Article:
Purpose: To be familiarized with the science and techniques used to identify different types of bacteria based on their DNA sequences. Background Information: The process begins with preparing a sample. Successful identification starts with using a sample that is considered to be good. The first step is to pick up a single colony and drop it into a microcentrifuge tube. A buffer is used to dissolve the cell wall in order to extract bacterial DNA. This step may take several hours. The proteolytic enzymes need to go before proceeding. Heating the sample in a water bath at 100 degrees Celsius denatures them.
Next, cellular debris is spun down in the centrifuge and appears as a pellet at the bottom. The DNA is contained in the liquid, which is then transferred to the tube. To continue the process, PCR amplification is conducted. One must add PCR Master Mix solution to the sample DNA to prepare the polymerase chain reaction. The mix contains water, a buffer to keep the correct pH for the reaction; large quantities of the four nucleotides; large quantities of oligonucleotide DNA primers; and a heat-stable DNA polymerase. At the same time, one will prepare negative and positive control reactions.
The positive contains positive control DNA while the negative contains sterile deionized water. Both contain the PCR solution. Once reaction tubes have been loaded onto the PCR machine, DNA replication starts. By doing this, one can know temperature, time remaining, cycle number, melt, anneal, and extend. The first step, melt, is to separate the two DNA chains in the double helix by heating the vial containing the PCR reaction mixture to 95 degrees Celsius for 30 seconds. The vial is cooled at 60 degrees Celsius. The final step, extend, is to allow the DNA polymerase to extend the copy DNA strand by raising the temperature to 70 degrees Celsius for 45 seconds.
Separation of the strands, annealing the primer to the template, and the synthesis of new strands all take less than two minutes. At the end of a cycle, each piece of DNA in the vial has been duplicated. The cycle can be repeated. The PCR product must be purified. First, insert the microconcentrator column of appropriate size into a collection tube. Then, add 400 uL of buffer and the entire PCR content to the column. Spin the column at 3,000 rpm in a fixed-angle centrifuge for 15 minutes.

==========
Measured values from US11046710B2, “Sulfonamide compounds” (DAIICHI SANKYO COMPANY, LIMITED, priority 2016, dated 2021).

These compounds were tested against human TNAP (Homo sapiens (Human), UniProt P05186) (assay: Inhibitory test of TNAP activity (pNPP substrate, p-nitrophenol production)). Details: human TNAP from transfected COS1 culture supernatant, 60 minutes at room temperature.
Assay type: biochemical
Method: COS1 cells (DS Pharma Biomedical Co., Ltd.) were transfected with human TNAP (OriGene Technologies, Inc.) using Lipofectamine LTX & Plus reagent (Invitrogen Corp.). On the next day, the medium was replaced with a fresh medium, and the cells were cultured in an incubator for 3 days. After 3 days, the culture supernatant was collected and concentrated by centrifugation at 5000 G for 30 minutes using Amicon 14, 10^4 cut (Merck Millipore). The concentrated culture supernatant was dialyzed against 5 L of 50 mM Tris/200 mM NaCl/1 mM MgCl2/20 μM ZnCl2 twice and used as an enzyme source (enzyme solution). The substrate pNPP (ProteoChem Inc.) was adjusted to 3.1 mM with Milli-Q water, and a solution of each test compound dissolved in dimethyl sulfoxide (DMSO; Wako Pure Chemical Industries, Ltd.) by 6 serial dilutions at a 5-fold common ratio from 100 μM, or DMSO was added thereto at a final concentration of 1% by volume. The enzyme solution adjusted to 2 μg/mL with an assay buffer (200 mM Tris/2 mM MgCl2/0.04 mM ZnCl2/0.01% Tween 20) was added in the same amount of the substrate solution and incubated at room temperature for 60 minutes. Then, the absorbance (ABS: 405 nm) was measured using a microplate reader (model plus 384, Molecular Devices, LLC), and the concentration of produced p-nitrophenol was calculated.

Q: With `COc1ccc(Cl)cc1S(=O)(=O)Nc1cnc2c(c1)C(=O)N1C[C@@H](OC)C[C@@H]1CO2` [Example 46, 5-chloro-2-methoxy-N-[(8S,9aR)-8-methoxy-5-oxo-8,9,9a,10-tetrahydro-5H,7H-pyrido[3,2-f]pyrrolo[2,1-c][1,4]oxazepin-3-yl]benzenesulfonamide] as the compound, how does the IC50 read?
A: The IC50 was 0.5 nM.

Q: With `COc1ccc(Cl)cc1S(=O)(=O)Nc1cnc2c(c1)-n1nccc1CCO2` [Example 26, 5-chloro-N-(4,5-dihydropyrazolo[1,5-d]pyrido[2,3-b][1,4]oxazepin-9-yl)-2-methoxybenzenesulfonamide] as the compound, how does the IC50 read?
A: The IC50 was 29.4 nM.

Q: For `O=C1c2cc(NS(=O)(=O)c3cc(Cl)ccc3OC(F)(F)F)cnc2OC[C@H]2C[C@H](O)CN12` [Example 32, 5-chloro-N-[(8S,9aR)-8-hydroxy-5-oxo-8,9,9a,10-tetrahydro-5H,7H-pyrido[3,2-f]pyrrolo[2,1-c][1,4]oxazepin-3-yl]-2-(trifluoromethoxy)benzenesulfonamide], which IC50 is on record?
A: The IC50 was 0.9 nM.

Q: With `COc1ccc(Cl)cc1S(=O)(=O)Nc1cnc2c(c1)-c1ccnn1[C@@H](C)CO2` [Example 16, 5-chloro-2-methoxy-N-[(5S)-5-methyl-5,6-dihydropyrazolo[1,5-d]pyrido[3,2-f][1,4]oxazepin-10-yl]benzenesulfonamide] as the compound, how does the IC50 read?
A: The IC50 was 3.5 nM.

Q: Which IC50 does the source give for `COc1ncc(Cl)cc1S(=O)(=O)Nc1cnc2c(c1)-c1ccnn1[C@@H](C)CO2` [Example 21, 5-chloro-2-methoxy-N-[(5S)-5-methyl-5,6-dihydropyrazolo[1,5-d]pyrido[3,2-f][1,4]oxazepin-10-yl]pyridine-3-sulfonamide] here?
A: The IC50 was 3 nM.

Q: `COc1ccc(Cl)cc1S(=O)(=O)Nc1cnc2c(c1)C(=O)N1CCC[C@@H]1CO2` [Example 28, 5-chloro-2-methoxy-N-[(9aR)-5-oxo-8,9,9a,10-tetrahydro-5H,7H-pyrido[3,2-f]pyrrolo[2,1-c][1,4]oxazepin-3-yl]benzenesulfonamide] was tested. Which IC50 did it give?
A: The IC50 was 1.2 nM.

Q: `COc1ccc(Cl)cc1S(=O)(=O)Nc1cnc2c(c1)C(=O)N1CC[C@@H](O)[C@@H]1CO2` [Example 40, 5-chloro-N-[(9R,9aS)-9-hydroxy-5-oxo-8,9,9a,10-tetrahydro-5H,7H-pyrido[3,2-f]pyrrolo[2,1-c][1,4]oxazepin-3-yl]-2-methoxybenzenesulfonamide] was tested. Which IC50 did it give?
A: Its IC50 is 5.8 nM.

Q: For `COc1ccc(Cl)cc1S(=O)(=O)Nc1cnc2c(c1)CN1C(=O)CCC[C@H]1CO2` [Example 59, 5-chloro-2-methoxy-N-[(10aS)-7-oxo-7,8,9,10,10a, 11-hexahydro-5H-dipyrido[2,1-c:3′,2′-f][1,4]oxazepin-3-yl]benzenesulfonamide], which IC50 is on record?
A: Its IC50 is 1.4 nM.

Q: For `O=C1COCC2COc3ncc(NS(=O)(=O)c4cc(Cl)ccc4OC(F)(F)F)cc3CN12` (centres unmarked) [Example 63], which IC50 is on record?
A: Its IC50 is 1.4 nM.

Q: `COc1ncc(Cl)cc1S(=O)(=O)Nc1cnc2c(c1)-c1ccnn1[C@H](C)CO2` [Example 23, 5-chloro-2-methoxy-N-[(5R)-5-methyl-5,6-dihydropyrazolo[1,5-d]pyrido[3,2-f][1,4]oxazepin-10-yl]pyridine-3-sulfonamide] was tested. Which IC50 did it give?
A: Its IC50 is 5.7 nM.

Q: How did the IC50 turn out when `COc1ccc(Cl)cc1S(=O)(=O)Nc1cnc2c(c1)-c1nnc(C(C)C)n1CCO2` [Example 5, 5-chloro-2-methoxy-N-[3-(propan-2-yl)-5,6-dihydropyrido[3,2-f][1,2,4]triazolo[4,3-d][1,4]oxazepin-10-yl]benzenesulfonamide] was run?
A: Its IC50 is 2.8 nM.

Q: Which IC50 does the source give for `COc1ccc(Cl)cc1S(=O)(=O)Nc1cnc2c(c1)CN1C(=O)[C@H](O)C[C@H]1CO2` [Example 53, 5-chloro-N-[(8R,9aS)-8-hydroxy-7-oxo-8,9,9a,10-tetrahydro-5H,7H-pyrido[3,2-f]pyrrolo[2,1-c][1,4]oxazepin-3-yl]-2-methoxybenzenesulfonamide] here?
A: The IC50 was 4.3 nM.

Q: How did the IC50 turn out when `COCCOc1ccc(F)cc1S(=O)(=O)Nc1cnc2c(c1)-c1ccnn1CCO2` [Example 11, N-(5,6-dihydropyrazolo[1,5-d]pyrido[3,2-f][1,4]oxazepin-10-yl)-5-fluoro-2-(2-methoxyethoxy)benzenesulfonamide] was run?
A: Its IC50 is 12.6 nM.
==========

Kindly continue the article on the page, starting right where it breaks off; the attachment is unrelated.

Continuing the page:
The PCR product should be trapped in the column. Remove the collection tube and discard it. Next, invert the column and attach it to a new collection tube. Add 50 uL of buffer to the inverted column, which will loosen the DNA. Spin the inverted column at 3,000 rpm for 2 minutes to collect the sample, and then discard the column. One must then prepare for sequencing. The PCR tube now contains almost nothing but copies of the 16S rDNA. A set of 12 primers; six for each strand of the double-stranded DNA, is used. The PCR product from the previous step is added to the tube and another PCR is run. Each DNA strand binds the primer at one end and will have a fluorescence-tagged terminator at the other end.
DNA sequencing is now ready to complete. One has 12 tubes that contain the final PCR product, which is a mix of DNA pieces of variable length. All DNA pieces in each tube start with the same primer yet end with a different nucleotide tagged with a fluorescent marker. The individual DNA pieces are separated by using an automatic sequencer that performs gel electrophoresis on the DNA in each tube. The sequencer has a thin capillary tube attached at one end to a syringe mechanism that contains buffer solution. The tube is filled with buffer solution and the opposite end is inserted into one of the tubes containing.